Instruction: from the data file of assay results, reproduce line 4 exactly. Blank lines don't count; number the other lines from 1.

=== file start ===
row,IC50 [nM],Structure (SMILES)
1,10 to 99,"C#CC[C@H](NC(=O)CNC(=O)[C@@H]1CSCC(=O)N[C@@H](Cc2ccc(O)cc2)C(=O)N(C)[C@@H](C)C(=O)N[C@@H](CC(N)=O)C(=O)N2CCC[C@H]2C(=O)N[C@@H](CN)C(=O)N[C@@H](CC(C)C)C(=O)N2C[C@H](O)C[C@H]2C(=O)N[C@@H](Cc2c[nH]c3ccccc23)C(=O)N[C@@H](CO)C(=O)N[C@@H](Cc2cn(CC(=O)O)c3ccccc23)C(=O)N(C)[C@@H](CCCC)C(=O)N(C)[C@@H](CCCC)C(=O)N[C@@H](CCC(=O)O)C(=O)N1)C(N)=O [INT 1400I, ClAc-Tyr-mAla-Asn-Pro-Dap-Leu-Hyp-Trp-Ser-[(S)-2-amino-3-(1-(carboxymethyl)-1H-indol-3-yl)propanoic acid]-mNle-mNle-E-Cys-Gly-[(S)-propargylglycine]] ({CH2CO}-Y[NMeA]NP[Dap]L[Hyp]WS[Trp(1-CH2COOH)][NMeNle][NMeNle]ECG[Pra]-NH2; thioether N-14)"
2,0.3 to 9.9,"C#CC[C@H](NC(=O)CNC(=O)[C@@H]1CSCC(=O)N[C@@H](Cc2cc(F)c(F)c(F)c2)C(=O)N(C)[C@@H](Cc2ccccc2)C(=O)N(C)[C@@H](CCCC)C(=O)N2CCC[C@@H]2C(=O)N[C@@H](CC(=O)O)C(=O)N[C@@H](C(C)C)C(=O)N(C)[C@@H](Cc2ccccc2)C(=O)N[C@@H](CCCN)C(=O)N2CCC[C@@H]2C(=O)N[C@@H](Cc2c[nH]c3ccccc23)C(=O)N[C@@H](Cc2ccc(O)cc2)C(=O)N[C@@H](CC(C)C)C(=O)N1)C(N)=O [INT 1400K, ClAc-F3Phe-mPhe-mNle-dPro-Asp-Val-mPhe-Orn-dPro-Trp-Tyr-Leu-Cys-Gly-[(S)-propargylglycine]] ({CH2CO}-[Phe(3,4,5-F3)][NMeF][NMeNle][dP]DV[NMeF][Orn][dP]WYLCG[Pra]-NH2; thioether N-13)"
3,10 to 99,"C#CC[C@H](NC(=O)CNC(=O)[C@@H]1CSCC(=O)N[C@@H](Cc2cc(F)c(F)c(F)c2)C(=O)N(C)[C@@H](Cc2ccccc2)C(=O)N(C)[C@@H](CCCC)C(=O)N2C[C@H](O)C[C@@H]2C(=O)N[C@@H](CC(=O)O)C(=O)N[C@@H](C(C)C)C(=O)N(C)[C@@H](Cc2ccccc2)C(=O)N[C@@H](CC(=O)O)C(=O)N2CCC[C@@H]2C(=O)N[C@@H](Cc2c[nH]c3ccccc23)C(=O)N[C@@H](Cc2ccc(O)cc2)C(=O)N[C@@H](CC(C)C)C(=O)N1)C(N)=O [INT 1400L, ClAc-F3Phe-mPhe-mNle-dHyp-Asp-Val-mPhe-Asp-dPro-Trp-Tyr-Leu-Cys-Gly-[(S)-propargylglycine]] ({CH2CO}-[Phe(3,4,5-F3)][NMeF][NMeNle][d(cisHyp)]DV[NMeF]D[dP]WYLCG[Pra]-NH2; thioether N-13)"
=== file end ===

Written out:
3,10 to 99,"C#CC[C@H](NC(=O)CNC(=O)[C@@H]1CSCC(=O)N[C@@H](Cc2cc(F)c(F)c(F)c2)C(=O)N(C)[C@@H](Cc2ccccc2)C(=O)N(C)[C@@H](CCCC)C(=O)N2C[C@H](O)C[C@@H]2C(=O)N[C@@H](CC(=O)O)C(=O)N[C@@H](C(C)C)C(=O)N(C)[C@@H](Cc2ccccc2)C(=O)N[C@@H](CC(=O)O)C(=O)N2CCC[C@@H]2C(=O)N[C@@H](Cc2c[nH]c3ccccc23)C(=O)N[C@@H](Cc2ccc(O)cc2)C(=O)N[C@@H](CC(C)C)C(=O)N1)C(N)=O [INT 1400L, ClAc-F3Phe-mPhe-mNle-dHyp-Asp-Val-mPhe-Asp-dPro-Trp-Tyr-Leu-Cys-Gly-[(S)-propargylglycine]] ({CH2CO}-[Phe(3,4,5-F3)][NMeF][NMeNle][d(cisHyp)]DV[NMeF]D[dP]WYLCG[Pra]-NH2; thioether N-13)"